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A police officer in Isiolo town arrests individuals who are drunk and have no face masks. Health CS Mutahi Kagwe has blamed some Kenyans for not taking Covid 19 pandemic with seriousness. [Bruno Mutunga, Standard]

“Anywhere between 300,000 and 3.3 million African people could lose their lives as a direct result of Covid-19, depending on the intervention measures taken to stop the spread.”

That is a statement made in a research study by a United Nations agency on Africa’s preparedness to combat the disease.

Released in April 2020, the research examines factors that could make Africans vulnerable to Covid-19 in case of a widespread outbreak.

It was conducted by the United Nations Economic Commission for Africa and is titled “Covid-19 in Africa Protecting Lives and Economies.”

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It fronts an argument that a huge chunk of African population resides in the urban areas which are rather poorly planned, and are lacking crucial resources lack clean water for personal hygiene.

It partly states: “Africa is particularly susceptible because 56 per cent of the urban population is concentrated in overcrowded and poorly serviced slum dwellings (excluding North Africa) and only 34 per cent of the households have access to basic handwashing facilities.”

The UN study further states only 29 per cent of Africans can work from home as encouraged by governments and the World Health Organization. This it says could put the remaining 71 per cent of the population at higher risk of contracting and spreading the disease.

With Covid-19 being declared more deadly for persons living with health conditions; the UN study argues that Africa could suffer as a result of cases like high prevalence of HIV/AIDS.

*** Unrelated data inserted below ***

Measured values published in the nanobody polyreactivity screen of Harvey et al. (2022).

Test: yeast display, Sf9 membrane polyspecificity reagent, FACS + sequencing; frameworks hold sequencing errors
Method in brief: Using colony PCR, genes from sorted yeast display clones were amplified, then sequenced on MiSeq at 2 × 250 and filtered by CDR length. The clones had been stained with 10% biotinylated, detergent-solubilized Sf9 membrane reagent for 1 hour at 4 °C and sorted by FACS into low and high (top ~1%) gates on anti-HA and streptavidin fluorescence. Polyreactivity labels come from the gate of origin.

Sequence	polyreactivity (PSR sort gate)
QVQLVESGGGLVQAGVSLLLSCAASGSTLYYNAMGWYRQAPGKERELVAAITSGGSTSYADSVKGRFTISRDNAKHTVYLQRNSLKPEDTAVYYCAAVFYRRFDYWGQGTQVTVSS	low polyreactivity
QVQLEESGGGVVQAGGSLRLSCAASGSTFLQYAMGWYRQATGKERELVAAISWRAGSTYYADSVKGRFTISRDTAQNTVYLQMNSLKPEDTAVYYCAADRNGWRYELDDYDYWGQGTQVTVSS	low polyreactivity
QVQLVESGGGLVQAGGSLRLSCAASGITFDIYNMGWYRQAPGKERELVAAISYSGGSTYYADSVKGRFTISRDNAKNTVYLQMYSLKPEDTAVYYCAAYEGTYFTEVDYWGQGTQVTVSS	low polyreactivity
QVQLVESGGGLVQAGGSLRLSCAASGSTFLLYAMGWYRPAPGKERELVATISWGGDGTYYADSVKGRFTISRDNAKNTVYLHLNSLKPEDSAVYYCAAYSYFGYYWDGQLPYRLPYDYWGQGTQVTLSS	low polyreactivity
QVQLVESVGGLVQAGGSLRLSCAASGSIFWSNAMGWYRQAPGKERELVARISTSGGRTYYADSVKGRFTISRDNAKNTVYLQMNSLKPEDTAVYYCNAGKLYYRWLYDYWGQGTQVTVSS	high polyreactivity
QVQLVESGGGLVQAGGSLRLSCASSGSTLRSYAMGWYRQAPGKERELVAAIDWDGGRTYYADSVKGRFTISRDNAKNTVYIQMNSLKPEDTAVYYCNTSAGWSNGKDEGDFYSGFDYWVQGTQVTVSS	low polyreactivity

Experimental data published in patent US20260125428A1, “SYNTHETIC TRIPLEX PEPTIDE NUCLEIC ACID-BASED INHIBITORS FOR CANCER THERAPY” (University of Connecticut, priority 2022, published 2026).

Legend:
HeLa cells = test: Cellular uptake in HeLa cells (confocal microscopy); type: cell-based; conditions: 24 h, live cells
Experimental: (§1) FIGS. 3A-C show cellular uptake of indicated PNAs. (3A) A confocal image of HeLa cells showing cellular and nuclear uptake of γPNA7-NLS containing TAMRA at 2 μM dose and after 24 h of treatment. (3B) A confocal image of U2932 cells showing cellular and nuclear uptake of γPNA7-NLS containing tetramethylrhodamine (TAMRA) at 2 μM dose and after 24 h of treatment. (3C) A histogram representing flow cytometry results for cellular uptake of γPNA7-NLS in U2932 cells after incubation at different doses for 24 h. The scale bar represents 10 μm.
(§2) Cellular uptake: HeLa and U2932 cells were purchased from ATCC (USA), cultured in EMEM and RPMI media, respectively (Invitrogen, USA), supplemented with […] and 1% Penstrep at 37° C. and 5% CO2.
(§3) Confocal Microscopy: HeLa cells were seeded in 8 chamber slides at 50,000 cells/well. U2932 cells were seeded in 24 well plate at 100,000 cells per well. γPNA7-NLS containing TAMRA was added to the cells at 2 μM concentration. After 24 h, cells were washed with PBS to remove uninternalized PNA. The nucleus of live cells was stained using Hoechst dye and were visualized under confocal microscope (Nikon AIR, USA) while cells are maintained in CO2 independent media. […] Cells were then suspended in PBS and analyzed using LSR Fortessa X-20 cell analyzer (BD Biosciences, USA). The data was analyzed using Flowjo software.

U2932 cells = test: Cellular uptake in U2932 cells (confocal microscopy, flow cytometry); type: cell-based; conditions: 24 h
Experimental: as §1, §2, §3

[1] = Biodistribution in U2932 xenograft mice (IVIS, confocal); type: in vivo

Inadequate medical facilities to meet urgent medical services has also been noted as a factor which could hand African nations a blow fighting the bug.

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“With lower ratios of hospital beds and health professionals to its population than other regions, high dependency on imports for its medicinal and pharmaceutical products, weak legal identity systems for direct benefit transfers, and weak economies that are unable to sustain health and lockdown costs, the continent is vulnerable,” it states.

According to the study, in as much as African countries may contain the virus, its impact may prove to be detrimental to their economies.

It states: “Even if the spread of COVID-19 is suppressed in Africa its economic damage will be unavoidable.”

 “The price of oil, which accounts for 40 per cent of Africa’s exports, has halved, and major African exports such as textiles and fresh-cut flowers have crashed.”

The study agrees with revelations in the study which was conducted and released by Mo Ibrahim Foundation on March 31, 2020.

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The Mo Ibrahim Foundation researched postulated that African countries were lacking capacity to test the virus and even facilities for emergency treatment were inadequate.

“Only 10 African countries provide free and universal health care to their citizens, while healthcare in 22 countries is neither free nor universal. Governments need to make swift improvements in handling and improving access to basic health services,” study said.

But on the hand, it revealed that the situation in African countries may not worsen owing to their younger population, which can survive the infections.

“Africa is the youngest continent in the world, with a median age of less than 20, and it currently seems that younger populations appear to suffer milder symptoms than older people, who have a significantly higher risk of contracting severe symptoms,” the study noted.

Covid-19 United Nations World Health Organization
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